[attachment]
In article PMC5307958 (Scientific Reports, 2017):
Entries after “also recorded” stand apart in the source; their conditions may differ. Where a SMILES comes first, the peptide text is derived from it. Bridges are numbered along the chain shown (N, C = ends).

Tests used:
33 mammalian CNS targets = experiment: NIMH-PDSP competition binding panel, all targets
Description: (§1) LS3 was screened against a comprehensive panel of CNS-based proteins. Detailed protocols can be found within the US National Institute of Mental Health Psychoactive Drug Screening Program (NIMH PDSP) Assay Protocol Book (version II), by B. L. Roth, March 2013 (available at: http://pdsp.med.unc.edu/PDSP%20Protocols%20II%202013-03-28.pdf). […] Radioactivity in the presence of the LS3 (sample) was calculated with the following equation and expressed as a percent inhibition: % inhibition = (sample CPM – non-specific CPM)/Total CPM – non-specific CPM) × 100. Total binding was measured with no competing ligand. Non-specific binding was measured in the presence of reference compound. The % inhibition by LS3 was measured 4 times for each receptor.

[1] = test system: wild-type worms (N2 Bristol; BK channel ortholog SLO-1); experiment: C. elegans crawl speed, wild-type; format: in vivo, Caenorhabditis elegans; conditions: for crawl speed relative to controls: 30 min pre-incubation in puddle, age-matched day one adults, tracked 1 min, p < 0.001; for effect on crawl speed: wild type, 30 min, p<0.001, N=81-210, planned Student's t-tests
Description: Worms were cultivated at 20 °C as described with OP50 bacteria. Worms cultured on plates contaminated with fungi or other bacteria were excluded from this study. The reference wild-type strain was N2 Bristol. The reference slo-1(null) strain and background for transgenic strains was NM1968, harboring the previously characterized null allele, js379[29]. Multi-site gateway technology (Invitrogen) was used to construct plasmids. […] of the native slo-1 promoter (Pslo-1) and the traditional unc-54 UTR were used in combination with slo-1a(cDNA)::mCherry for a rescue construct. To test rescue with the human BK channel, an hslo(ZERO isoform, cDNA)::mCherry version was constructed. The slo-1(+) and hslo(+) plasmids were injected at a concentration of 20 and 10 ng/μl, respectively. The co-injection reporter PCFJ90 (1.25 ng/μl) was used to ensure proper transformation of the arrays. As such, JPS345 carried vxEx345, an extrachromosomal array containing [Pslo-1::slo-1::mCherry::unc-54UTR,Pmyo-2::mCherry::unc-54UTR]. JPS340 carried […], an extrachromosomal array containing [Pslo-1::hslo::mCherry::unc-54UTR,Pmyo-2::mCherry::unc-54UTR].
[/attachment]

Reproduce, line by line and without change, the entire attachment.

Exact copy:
In article PMC5307958 (Scientific Reports, 2017):
Entries after “also recorded” stand apart in the source; their conditions may differ. Where a SMILES comes first, the peptide text is derived from it. Bridges are numbered along the chain shown (N, C = ends).

Tests used:
33 mammalian CNS targets = experiment: NIMH-PDSP competition binding panel, all targets
Description: (§1) LS3 was screened against a comprehensive panel of CNS-based proteins. Detailed protocols can be found within the US National Institute of Mental Health Psychoactive Drug Screening Program (NIMH PDSP) Assay Protocol Book (version II), by B. L. Roth, March 2013 (available at: http://pdsp.med.unc.edu/PDSP%20Protocols%20II%202013-03-28.pdf). […] Radioactivity in the presence of the LS3 (sample) was calculated with the following equation and expressed as a percent inhibition: % inhibition = (sample CPM – non-specific CPM)/Total CPM – non-specific CPM) × 100. Total binding was measured with no competing ligand. Non-specific binding was measured in the presence of reference compound. The % inhibition by LS3 was measured 4 times for each receptor.

[1] = test system: wild-type worms (N2 Bristol; BK channel ortholog SLO-1); experiment: C. elegans crawl speed, wild-type; format: in vivo, Caenorhabditis elegans; conditions: for crawl speed relative to controls: 30 min pre-incubation in puddle, age-matched day one adults, tracked 1 min, p < 0.001; for effect on crawl speed: wild type, 30 min, p<0.001, N=81-210, planned Student's t-tests
Description: Worms were cultivated at 20 °C as described with OP50 bacteria. Worms cultured on plates contaminated with fungi or other bacteria were excluded from this study. The reference wild-type strain was N2 Bristol. The reference slo-1(null) strain and background for transgenic strains was NM1968, harboring the previously characterized null allele, js379[29]. Multi-site gateway technology (Invitrogen) was used to construct plasmids. […] of the native slo-1 promoter (Pslo-1) and the traditional unc-54 UTR were used in combination with slo-1a(cDNA)::mCherry for a rescue construct. To test rescue with the human BK channel, an hslo(ZERO isoform, cDNA)::mCherry version was constructed. The slo-1(+) and hslo(+) plasmids were injected at a concentration of 20 and 10 ng/μl, respectively. The co-injection reporter PCFJ90 (1.25 ng/μl) was used to ensure proper transformation of the arrays. As such, JPS345 carried vxEx345, an extrachromosomal array containing [Pslo-1::slo-1::mCherry::unc-54UTR,Pmyo-2::mCherry::unc-54UTR]. JPS340 carried […], an extrachromosomal array containing [Pslo-1::hslo::mCherry::unc-54UTR,Pmyo-2::mCherry::unc-54UTR].